Golovchenko Feared Dead on Gasherbrum IV

After days without word from Gasherbrum IV, the worst possible news. Dmitry Golovchenko has suffered what is likely a lethal fall. Sergey Nilov has returned to Base Camp safely and raised the alarm, according to Mountain.ru.

Sources at Gasherbrum Base Camp have confirmed the story and added that Pakistan Army helicopters are ready to fly to the mountain and try to locate Golovchenko. Unfortunately, the weather is very bad.

New high-difficulty route

Golovchenko and Nilov were on their third week alone above 7,000m, on a completely unknown route up the southeast ridge of Gasherbrum IV.

They were climbing with minimum gear, fast and light. To preserve their battery, they only communicated short reports over satellite phone. The latest news on their progress was from August 30.

Concern grew over the last few days. Nilov and Golovchenko were climbing off-season; they were the last climbers in the Karakoram this summer.

Gasherbrum IV as seen from the South.

The south face of Gasherbrum IV and, to the right, the east face. The ridge on the right is the one climbed by Bonatti and Mauri in 1958, which leads to the north summit and then traverses to the peak’s main summit. Photo: Dmitry Golovchenko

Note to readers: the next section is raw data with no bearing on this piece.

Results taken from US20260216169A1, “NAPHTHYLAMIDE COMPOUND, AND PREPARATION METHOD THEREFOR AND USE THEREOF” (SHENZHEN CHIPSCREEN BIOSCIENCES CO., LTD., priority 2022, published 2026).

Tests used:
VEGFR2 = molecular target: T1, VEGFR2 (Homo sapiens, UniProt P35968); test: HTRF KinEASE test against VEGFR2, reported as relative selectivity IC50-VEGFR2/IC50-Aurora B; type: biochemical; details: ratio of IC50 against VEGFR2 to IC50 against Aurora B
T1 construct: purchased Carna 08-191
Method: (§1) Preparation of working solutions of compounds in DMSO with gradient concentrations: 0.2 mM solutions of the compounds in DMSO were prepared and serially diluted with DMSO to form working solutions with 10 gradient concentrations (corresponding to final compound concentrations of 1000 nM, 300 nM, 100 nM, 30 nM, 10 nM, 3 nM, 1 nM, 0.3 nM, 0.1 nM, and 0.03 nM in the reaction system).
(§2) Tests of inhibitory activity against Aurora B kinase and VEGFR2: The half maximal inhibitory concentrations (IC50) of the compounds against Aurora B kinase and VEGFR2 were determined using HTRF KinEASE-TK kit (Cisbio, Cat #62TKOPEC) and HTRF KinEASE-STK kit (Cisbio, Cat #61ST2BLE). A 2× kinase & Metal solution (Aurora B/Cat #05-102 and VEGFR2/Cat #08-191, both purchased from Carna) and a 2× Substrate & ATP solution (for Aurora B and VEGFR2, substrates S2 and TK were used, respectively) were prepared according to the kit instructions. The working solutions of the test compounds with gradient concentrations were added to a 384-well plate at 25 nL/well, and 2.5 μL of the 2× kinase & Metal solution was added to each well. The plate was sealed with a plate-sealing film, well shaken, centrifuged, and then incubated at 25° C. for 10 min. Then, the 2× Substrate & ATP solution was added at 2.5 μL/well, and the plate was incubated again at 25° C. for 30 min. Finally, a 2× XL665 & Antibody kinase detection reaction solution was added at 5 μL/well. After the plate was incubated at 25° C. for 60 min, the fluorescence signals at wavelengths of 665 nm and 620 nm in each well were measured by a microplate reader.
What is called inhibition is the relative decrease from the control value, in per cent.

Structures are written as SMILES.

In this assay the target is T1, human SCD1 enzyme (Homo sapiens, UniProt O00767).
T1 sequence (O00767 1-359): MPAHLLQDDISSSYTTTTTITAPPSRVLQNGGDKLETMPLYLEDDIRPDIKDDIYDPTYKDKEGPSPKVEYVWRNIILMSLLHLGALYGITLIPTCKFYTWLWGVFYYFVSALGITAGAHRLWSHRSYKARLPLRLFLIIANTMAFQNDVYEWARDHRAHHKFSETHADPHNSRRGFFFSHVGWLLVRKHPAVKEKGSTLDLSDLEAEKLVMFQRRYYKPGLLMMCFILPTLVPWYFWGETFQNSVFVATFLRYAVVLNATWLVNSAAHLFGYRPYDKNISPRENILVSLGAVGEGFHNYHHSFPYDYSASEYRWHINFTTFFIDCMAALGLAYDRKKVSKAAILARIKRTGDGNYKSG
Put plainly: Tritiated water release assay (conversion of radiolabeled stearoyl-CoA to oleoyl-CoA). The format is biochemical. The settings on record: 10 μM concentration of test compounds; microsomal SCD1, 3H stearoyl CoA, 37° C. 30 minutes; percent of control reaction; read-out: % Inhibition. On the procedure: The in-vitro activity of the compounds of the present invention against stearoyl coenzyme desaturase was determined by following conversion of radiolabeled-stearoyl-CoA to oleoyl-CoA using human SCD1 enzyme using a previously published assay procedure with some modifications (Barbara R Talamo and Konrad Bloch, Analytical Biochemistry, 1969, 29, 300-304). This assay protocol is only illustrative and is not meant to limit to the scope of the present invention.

A long push

Golovchenko and Nilov were climbing their long new route in alpine style. They left the normal Base Camp at the base of the Gasherbrum Glacier on August 18. Then they set camp for the night in the middle of the icefall before carrying the tent up to the plateau at the base of the mountain. There, they left the tent and supplies.

On August 21, they started the climb to the summit and spent their first night at the beginning of the ridge. On August 22, they spent their first night above 7,000m. Since then, they have progressed slowly but also spent some days unable to move from their little bivouac tent because of stormy conditions.

Cutting-edge climbers

Golovchenko and Nilov won two Piolets d’Or, one for their new route up the north face of Thalay Sagar in 2016 (with Dmitry Grigoriev) and one for the first ascent of the northeast ridge of Muztagh Tower (with Alexander Lange) in 2012. All their new routes featured high difficulty and commitment.

The two Russians are also well-known for their incredible effort on the southeast face of Jannu and their epic descent. The expedition led to an excellent film called The Wall of Shadows. You can see the trailer here.

Angela Benavides

Angela Benavides graduated university in journalism and specializes in high-altitude mountaineering and expedition news. She has been writing about climbing and mountaineering, adventure and outdoor sports for 20+ years.

Prior to that, Angela Benavides spent time at/worked at a number of local and international media. She is also experienced in outdoor-sport consultancy for sponsoring corporations, press manager and communication executive, and a published author.